MRP Alone Not Good Enough

This is the first instalment in a series on media relations measurement.

I’m going to say something that could be perceived as sacrilegious among Canadian media relations practitioners.

I’m not a fan of Media Relations Rating Points (MRP).

For those who don’t know, MRP is a uniquely Canadian innovation. It is a relatively simple and inexpensive system for measuring publicity.

Anyone can download a free Excel spreadsheet from www.mrpdata.com, and for a relatively inexpensive subscription fee, can generate audience reach data, which is supplied by News Canada.

At the end of your campaign, you insert the names of newspapers, magazines, blogs, radio stations and television stations that picked up your story. The basic spreadsheet also has cells available for tone (whether positive, neutral or negative) and five other potential criteria that media coverage can be scored against, such as exclusivity of the story, the use of a picture, or prominence in the publication or newscast.

My complaint is not about the tool. My concern is about how it’s being used. And, quite frankly, it’s leading to a laziness among Canadian media relations practitioners in the way they evaluate the effectiveness of their communication programs.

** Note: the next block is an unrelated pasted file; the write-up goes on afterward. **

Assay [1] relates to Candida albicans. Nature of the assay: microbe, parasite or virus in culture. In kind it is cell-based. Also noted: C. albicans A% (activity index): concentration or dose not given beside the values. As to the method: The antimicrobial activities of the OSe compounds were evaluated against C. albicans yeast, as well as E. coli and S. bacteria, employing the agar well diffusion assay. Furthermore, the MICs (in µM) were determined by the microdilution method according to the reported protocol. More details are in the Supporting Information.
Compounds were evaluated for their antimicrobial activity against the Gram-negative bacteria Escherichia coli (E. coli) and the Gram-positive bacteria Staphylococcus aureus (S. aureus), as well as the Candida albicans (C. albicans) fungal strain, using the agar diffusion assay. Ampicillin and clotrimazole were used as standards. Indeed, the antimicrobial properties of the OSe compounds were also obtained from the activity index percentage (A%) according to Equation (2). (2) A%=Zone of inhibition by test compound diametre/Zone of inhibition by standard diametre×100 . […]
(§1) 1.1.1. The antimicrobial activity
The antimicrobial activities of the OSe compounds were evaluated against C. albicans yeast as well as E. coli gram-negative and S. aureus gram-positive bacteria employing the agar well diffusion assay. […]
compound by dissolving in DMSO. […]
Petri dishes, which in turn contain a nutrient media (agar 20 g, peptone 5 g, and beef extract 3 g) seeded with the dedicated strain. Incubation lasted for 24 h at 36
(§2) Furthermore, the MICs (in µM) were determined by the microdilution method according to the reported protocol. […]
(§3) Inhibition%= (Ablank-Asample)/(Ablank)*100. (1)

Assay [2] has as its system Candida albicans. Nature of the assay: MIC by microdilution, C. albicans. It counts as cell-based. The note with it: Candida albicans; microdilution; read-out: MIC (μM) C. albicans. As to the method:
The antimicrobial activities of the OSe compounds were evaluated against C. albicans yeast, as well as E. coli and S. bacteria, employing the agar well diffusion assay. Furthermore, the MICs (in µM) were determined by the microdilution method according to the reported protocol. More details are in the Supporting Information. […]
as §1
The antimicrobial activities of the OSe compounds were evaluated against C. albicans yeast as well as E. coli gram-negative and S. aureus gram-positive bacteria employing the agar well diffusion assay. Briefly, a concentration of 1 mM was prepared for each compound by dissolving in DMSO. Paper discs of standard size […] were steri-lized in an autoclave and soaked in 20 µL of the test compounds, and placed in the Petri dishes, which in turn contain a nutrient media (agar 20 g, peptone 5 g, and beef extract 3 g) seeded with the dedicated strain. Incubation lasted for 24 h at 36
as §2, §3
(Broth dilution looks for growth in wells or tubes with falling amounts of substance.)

During the past six months, I have judged some of the most prestigious awards programs in this country. I coordinated the media relations category for IABC’s Silver Leaf awards last fall. I participated as a judge in the media relations category of this year’s CPRS Toronto’s Achieving Communication Excellence (ACE) awards. This past weekend, I participated as a media relations judge in IABC/Toronto’s OVATION awards program.

I have been judging media relations entries at local, national and international levels since I coordinated the entire Silver Leaf program in 1992.

Over the past few years, I have witnessed a distinct deterioration in the discipline of media relations measurement since MRP was first introduced. Increasing numbers of entries at all levels are only submitting MRP “results” as their sole source of evaluation.

Honestly, that’s not good enough.

Our profession is about outcomes, not inputs. I have no qualms if your client is happy with MRP data as a sole source of measurement. As someone who has operated a successful business for the past 25 years, I understand the concept of giving clients what they want.

But if you’re asking your peers for evaluation in awards programs (or in portfolio submissions toward earning your ABC or APR designations), MRP alone isn’t good enough.

It’s not enough to say that 16,000,000 people may have been exposed to a message at a cost of one-third of a penny each. Did they get the message? And how did it influence their attitudes, opinions and behaviour?

Did the program reinforce existing positive opinions? Did it encourage audiences to form opinions? Did it neutralize negative opinions? Did the media relations campaign move specifically identifiable audiences to action in ways that support the organization’s objectives? And how do you measure all of the above?

In my mind, finding answers to those questions separates a practitioner from a professional.

If you want to use MRP, fine. But please don’t try to convince a fellow professional that MRP alone is good enough.

Quite frankly, it isn’t.